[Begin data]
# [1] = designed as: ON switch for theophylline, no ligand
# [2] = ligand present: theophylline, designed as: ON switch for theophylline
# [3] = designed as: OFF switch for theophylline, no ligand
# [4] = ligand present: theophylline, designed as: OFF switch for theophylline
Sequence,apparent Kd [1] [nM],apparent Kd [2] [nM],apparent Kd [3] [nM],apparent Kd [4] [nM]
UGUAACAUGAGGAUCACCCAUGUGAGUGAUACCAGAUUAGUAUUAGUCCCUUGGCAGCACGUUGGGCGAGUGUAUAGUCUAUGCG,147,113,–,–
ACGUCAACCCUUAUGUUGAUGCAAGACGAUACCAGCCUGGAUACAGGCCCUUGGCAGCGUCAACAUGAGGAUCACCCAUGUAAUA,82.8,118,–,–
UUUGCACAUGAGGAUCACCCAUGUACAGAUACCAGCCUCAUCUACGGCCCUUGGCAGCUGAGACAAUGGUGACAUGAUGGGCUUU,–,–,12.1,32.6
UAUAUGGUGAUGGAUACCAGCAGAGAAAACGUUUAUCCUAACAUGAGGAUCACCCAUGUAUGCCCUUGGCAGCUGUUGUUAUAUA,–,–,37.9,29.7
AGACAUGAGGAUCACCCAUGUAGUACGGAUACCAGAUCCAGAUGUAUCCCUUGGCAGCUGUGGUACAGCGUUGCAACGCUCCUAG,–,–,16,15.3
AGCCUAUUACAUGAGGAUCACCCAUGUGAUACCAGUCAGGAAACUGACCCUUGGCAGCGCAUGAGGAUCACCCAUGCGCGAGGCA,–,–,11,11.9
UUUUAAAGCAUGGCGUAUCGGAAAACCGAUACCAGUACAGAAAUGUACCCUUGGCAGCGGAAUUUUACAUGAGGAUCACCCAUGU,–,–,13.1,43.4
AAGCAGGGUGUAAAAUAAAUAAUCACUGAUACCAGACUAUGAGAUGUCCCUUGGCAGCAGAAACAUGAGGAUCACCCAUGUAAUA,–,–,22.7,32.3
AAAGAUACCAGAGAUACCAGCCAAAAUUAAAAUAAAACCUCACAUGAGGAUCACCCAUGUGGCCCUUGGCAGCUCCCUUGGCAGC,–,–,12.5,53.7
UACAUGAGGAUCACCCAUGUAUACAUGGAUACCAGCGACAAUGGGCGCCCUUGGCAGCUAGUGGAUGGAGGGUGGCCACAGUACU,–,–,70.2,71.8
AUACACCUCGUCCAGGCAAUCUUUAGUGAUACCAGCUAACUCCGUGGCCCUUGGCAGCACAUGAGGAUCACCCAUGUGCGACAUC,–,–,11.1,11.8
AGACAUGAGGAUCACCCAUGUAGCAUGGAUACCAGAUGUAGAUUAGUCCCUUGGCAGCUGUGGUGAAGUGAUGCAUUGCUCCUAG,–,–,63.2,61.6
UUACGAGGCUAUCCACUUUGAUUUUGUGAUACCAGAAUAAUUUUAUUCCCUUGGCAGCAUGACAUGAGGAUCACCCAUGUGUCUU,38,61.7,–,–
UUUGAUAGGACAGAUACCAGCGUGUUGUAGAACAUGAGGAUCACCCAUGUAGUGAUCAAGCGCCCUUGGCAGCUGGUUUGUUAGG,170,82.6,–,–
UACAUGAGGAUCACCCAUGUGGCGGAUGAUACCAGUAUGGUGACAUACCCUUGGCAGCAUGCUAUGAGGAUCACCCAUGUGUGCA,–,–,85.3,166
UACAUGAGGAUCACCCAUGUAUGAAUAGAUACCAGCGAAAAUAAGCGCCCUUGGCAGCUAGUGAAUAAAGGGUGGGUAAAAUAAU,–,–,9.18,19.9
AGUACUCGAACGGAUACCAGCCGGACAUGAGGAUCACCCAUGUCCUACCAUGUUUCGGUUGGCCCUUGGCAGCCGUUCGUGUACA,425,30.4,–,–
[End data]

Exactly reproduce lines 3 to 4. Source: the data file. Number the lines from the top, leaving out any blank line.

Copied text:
# [3] = designed as: OFF switch for theophylline, no ligand
# [4] = ligand present: theophylline, designed as: OFF switch for theophylline